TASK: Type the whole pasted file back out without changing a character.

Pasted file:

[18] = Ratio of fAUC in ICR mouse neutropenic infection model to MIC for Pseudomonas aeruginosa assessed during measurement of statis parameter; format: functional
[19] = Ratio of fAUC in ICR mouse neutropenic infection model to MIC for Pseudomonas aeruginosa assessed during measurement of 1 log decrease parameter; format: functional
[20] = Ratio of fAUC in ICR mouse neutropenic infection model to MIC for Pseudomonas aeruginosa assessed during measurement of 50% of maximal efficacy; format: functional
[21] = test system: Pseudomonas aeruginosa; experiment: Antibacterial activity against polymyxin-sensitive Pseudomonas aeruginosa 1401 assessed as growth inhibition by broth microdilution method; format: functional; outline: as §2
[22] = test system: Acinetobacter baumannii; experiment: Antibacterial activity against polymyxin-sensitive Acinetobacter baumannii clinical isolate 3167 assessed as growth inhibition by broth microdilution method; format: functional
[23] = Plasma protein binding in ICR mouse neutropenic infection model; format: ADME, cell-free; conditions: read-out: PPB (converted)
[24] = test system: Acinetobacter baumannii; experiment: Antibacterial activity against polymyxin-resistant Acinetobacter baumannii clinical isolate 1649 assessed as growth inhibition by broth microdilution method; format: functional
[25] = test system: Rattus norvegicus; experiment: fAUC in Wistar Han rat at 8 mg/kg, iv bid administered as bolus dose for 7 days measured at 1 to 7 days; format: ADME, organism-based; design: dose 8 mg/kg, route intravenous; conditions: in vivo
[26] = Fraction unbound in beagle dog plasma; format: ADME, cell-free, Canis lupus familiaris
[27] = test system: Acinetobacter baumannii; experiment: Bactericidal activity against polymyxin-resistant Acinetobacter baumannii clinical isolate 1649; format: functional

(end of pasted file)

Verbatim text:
[18] = Ratio of fAUC in ICR mouse neutropenic infection model to MIC for Pseudomonas aeruginosa assessed during measurement of statis parameter; format: functional
[19] = Ratio of fAUC in ICR mouse neutropenic infection model to MIC for Pseudomonas aeruginosa assessed during measurement of 1 log decrease parameter; format: functional
[20] = Ratio of fAUC in ICR mouse neutropenic infection model to MIC for Pseudomonas aeruginosa assessed during measurement of 50% of maximal efficacy; format: functional
[21] = test system: Pseudomonas aeruginosa; experiment: Antibacterial activity against polymyxin-sensitive Pseudomonas aeruginosa 1401 assessed as growth inhibition by broth microdilution method; format: functional; outline: as §2
[22] = test system: Acinetobacter baumannii; experiment: Antibacterial activity against polymyxin-sensitive Acinetobacter baumannii clinical isolate 3167 assessed as growth inhibition by broth microdilution method; format: functional
[23] = Plasma protein binding in ICR mouse neutropenic infection model; format: ADME, cell-free; conditions: read-out: PPB (converted)
[24] = test system: Acinetobacter baumannii; experiment: Antibacterial activity against polymyxin-resistant Acinetobacter baumannii clinical isolate 1649 assessed as growth inhibition by broth microdilution method; format: functional
[25] = test system: Rattus norvegicus; experiment: fAUC in Wistar Han rat at 8 mg/kg, iv bid administered as bolus dose for 7 days measured at 1 to 7 days; format: ADME, organism-based; design: dose 8 mg/kg, route intravenous; conditions: in vivo
[26] = Fraction unbound in beagle dog plasma; format: ADME, cell-free, Canis lupus familiaris
[27] = test system: Acinetobacter baumannii; experiment: Bactericidal activity against polymyxin-resistant Acinetobacter baumannii clinical isolate 1649; format: functional